Some smells can affect your mood, making you more relaxed and calm. Sprinkle a pot pourri with essential oils of lavender or geranium, though never use during pregnancy or in children’s rooms.
Take a long hard look at your room and see what it says about you and understand that you have a duty to care for yourself, your sleep area and your general health and wellbeing – you’re worth it!
8) Wind down before you sleep
Modern lifestyles operate at high speed. Smart phones, computers, televison, newspapers emails, social media continuously stimulate the brain. For some it is difficult to switch off and wind down. The bedroom needs to be clear of all these gadgets and gismos if the body and brain are to wind down preparing you for deep sleep.
Reduce the intensity of light in your home in the evenings by using dimmer switches or lamps with low wattage bulbs. Have a bedtime routine and maintain a regular sleep pattern.
9) Have a bedtime routine.
Stick to a schedule - send relaxing signals to your body at the right time.
Maintaining a regular sleep schedule works because you follow your body’s circadian rhythms. It is not just children who need a good bedtime routine; adults also need to relax and unwind before they go to bed.
Try to have regular times when you go to bed and wake up every day, even on weekends. Develop a relaxing routine that you perform every night 15-30 minutes before you go to bed. Take a warm bath. Stretch your body. Read a book. Listen to relaxing music. Doing these things every night will help your body know when bedtime is approaching. Incorporating a relaxing activity into your routine will help you fall asleep (and stay asleep). Eventually these activities will signal your body to begin relaxing and preparing for good sleep at the same time every night.
Wake up at the same time every morning. It can be difficult, but if you want to stick to your schedule you have to try to avoid sleeping in as much as possible.
Set your usual alarm during the weekend as well as during the week. If you go to bed and get up at roughly the same time every day you will program your body to sleep better. Use a hot water bottle if you get cold feet. Empty your bladder before going to bed. Avoid alcohol. Avoid use of technology in the hours before bedtime including computers, mobile phones and televisions.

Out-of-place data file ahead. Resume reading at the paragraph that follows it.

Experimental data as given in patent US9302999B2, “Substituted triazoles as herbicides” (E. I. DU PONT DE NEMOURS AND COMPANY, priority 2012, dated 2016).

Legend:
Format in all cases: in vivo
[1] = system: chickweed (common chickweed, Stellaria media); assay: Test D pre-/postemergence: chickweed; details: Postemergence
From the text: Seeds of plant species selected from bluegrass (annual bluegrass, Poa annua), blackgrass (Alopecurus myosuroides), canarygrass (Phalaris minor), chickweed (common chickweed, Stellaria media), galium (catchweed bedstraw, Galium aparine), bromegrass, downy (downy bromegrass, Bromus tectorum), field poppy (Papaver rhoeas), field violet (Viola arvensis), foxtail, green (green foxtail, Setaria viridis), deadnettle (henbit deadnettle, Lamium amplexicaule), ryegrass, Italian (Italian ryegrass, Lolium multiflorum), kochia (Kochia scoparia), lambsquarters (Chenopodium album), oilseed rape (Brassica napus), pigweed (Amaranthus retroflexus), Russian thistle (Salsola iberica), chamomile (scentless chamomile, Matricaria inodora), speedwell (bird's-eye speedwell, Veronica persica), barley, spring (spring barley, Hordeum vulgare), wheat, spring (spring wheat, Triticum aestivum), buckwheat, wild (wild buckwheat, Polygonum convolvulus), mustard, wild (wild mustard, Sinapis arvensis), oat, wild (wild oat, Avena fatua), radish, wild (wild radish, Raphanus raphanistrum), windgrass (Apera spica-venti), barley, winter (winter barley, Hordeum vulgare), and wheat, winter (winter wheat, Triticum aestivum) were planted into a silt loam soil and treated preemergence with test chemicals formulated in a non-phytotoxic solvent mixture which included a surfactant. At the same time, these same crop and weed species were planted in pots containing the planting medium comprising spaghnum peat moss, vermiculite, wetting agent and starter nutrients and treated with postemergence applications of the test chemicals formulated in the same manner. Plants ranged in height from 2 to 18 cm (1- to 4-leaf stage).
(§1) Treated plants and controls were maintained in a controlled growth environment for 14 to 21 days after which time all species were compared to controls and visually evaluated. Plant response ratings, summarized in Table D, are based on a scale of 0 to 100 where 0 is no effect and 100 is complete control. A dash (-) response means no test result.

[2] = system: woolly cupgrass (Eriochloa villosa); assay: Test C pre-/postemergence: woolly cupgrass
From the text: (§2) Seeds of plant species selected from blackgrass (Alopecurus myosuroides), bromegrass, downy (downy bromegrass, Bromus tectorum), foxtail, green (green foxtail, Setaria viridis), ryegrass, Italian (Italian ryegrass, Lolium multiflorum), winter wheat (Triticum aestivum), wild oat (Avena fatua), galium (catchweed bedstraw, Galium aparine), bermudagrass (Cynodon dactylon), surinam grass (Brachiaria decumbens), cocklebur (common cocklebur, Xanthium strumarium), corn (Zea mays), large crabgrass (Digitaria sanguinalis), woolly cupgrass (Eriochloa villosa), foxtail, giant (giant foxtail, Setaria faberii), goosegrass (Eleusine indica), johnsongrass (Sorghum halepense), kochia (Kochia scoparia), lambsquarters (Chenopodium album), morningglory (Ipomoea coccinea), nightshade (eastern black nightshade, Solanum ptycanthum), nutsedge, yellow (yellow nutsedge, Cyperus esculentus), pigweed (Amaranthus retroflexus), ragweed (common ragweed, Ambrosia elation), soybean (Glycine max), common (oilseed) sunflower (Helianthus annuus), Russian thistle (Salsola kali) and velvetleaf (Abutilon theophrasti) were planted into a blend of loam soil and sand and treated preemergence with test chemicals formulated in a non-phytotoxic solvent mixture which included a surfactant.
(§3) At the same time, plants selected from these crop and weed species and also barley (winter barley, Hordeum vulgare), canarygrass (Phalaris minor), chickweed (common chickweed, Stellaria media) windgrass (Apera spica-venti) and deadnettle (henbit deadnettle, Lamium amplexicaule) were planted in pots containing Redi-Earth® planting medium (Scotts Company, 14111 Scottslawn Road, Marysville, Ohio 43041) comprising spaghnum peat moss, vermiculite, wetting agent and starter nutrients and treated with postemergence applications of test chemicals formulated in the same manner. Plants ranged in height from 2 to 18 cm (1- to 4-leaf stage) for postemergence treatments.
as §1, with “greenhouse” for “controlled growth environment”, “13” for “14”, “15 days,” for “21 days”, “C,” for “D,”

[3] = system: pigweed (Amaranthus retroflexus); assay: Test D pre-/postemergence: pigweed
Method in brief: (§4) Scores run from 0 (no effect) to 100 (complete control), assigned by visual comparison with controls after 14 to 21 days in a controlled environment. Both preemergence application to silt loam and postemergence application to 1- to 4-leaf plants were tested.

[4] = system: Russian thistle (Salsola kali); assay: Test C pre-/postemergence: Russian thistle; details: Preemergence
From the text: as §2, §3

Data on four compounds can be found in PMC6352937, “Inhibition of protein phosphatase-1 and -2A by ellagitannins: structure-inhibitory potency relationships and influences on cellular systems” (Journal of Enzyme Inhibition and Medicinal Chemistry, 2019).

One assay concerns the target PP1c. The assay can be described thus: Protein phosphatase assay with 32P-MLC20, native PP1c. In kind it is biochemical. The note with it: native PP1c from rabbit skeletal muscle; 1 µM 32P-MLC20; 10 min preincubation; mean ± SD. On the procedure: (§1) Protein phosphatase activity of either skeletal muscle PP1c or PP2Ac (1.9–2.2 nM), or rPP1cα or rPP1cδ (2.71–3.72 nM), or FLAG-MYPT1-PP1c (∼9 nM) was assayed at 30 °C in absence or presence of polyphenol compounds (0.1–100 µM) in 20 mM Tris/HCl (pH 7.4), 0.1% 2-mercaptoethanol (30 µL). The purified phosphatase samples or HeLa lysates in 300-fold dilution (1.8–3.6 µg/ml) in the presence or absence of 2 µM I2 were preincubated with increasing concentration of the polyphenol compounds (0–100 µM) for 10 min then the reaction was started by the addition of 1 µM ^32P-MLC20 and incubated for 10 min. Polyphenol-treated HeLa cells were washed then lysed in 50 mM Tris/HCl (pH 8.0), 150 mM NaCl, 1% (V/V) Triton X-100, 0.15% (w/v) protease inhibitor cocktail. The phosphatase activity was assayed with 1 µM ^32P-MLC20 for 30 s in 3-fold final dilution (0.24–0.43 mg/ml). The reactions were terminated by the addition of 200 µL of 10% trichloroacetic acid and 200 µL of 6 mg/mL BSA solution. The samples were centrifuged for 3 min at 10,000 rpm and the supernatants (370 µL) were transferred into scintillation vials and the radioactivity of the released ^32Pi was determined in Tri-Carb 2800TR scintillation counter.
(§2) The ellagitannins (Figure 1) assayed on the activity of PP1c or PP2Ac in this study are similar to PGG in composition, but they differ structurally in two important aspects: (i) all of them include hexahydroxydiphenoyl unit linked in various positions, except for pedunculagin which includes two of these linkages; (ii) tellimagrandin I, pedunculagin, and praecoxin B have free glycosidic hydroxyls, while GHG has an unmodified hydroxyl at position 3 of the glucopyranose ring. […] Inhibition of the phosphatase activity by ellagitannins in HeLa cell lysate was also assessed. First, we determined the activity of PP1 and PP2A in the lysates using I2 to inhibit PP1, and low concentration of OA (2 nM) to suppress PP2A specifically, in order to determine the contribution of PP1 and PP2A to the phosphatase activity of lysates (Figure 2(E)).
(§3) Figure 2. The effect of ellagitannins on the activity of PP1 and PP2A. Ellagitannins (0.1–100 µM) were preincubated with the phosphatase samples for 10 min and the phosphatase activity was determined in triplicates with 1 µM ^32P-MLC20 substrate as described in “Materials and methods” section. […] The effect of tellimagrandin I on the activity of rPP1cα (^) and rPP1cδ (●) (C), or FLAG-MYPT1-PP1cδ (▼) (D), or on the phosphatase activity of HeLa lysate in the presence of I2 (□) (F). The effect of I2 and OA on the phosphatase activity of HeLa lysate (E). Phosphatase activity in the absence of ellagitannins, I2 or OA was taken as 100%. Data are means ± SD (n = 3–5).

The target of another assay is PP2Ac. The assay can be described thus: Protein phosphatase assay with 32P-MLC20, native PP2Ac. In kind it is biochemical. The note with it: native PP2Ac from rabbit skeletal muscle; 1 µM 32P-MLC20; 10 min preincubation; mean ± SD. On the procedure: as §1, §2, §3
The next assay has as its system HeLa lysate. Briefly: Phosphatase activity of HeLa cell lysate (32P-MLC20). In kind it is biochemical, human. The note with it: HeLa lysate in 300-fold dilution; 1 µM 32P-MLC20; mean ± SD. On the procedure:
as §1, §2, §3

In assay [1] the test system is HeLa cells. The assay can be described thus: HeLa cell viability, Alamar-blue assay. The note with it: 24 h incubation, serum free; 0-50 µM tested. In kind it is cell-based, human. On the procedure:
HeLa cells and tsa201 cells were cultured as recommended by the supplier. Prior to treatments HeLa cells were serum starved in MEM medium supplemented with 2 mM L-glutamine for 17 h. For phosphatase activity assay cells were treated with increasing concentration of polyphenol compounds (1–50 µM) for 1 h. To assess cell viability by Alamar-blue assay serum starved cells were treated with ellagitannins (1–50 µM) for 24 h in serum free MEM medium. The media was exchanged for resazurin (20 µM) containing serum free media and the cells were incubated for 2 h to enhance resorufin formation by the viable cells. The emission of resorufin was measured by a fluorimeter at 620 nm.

Don't use the snooze button. The snooze button might be tempting, but it does not lead to high-quality, restful sleep. Instead, it makes it more likely that you will be overtired in the mornings and over-energized in the evening hours when you should be relaxing. Try to resist the urge to hit "snooze" in the mornings and instead make yourself get out of bed.
10) Banish noise
Noise, especially sudden noise, disturbs sleep. Noise is one of the great sleep disruptors, and it can make you feel stressed out before bed or overnight.
Most people get used to some noises. Living close to a railway line or busy road, a ticking clock, or even a partner's snoring can all become quite familiar. If noise becomes a problem, identify the cause and do what you can about it. Many noises, however, are out of our control. To deal with these you can try sleeping with earplugs, although many people find them uncomfortable. An alternative is to use a technique such as imagery to distract yourself from such noises.
Use a white noise machine to cover up stressful sounds. White noise is a calming, ambient sound that can help cover up stressful noises such as voices, cars, snoring, or your neighbours' music. White noise machines can be specifically purchased, or you can use a fan or de-humidifier as a white noise machine. There are also white noise generators to be found online.
Scientists have found a direct link between anxiety/stress and rhythm of sleep.
Not properly dealing with anxiety/stress may lead to insomnia and other sleep problems. Being unable to get to sleep may cause more stress. Anxiety causes the heart rate to increase and the mind starts to ‘race’. This causes the brain to become alert and stimulated and start producing beta waves. And to make matters worse, once their brain is stimulated in this way, other worries are activated, making sleep even harder to achieve. As a pattern sets in, sleep becomes a thing of anxiety. Stressful lifestyles can contribute to the mind racing and being unable to wind down.